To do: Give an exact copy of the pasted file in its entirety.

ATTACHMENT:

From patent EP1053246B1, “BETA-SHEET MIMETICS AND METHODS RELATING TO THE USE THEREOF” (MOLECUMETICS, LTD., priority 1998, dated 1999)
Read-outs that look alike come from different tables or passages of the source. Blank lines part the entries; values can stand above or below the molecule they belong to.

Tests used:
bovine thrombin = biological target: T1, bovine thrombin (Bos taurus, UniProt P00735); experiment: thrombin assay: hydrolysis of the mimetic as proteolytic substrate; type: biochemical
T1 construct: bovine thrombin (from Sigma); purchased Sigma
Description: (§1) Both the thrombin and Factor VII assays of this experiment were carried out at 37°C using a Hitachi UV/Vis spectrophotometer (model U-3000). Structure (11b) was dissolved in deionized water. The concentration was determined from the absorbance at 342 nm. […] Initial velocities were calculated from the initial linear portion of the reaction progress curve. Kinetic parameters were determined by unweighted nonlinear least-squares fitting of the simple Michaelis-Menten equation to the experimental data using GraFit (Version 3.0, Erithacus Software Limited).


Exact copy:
From patent EP1053246B1, “BETA-SHEET MIMETICS AND METHODS RELATING TO THE USE THEREOF” (MOLECUMETICS, LTD., priority 1998, dated 1999)
Read-outs that look alike come from different tables or passages of the source. Blank lines part the entries; values can stand above or below the molecule they belong to.

Tests used:
bovine thrombin = biological target: T1, bovine thrombin (Bos taurus, UniProt P00735); experiment: thrombin assay: hydrolysis of the mimetic as proteolytic substrate; type: biochemical
T1 construct: bovine thrombin (from Sigma); purchased Sigma
Description: (§1) Both the thrombin and Factor VII assays of this experiment were carried out at 37°C using a Hitachi UV/Vis spectrophotometer (model U-3000). Structure (11b) was dissolved in deionized water. The concentration was determined from the absorbance at 342 nm. […] Initial velocities were calculated from the initial linear portion of the reaction progress curve. Kinetic parameters were determined by unweighted nonlinear least-squares fitting of the simple Michaelis-Menten equation to the experimental data using GraFit (Version 3.0, Erithacus Software Limited).